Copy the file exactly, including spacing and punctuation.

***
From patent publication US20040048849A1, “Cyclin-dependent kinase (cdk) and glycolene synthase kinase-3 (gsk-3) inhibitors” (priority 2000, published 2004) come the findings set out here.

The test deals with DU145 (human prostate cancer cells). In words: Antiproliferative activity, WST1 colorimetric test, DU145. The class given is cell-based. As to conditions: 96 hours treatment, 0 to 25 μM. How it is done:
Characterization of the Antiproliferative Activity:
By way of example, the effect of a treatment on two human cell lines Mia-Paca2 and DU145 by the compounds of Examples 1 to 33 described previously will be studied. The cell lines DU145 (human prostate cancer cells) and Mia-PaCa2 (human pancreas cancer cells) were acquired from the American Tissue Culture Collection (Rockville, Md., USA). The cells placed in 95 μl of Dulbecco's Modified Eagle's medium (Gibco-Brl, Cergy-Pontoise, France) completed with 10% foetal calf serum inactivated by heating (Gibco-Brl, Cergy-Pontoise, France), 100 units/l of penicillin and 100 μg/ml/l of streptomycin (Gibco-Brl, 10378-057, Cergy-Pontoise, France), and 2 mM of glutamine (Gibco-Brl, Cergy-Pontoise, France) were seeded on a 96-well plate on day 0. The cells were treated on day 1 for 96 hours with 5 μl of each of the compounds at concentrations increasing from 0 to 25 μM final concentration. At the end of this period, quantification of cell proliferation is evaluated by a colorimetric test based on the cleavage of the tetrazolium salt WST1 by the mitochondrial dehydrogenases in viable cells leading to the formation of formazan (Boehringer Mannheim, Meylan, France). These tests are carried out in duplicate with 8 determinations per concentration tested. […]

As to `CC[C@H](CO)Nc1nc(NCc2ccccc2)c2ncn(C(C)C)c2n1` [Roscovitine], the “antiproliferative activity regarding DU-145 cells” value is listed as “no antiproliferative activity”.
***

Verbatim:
From patent publication US20040048849A1, “Cyclin-dependent kinase (cdk) and glycolene synthase kinase-3 (gsk-3) inhibitors” (priority 2000, published 2004) come the findings set out here.

The test deals with DU145 (human prostate cancer cells). In words: Antiproliferative activity, WST1 colorimetric test, DU145. The class given is cell-based. As to conditions: 96 hours treatment, 0 to 25 μM. How it is done:
Characterization of the Antiproliferative Activity:
By way of example, the effect of a treatment on two human cell lines Mia-Paca2 and DU145 by the compounds of Examples 1 to 33 described previously will be studied. The cell lines DU145 (human prostate cancer cells) and Mia-PaCa2 (human pancreas cancer cells) were acquired from the American Tissue Culture Collection (Rockville, Md., USA). The cells placed in 95 μl of Dulbecco's Modified Eagle's medium (Gibco-Brl, Cergy-Pontoise, France) completed with 10% foetal calf serum inactivated by heating (Gibco-Brl, Cergy-Pontoise, France), 100 units/l of penicillin and 100 μg/ml/l of streptomycin (Gibco-Brl, 10378-057, Cergy-Pontoise, France), and 2 mM of glutamine (Gibco-Brl, Cergy-Pontoise, France) were seeded on a 96-well plate on day 0. The cells were treated on day 1 for 96 hours with 5 μl of each of the compounds at concentrations increasing from 0 to 25 μM final concentration. At the end of this period, quantification of cell proliferation is evaluated by a colorimetric test based on the cleavage of the tetrazolium salt WST1 by the mitochondrial dehydrogenases in viable cells leading to the formation of formazan (Boehringer Mannheim, Meylan, France). These tests are carried out in duplicate with 8 determinations per concentration tested. […]

As to `CC[C@H](CO)Nc1nc(NCc2ccccc2)c2ncn(C(C)C)c2n1` [Roscovitine], the “antiproliferative activity regarding DU-145 cells” value is listed as “no antiproliferative activity”.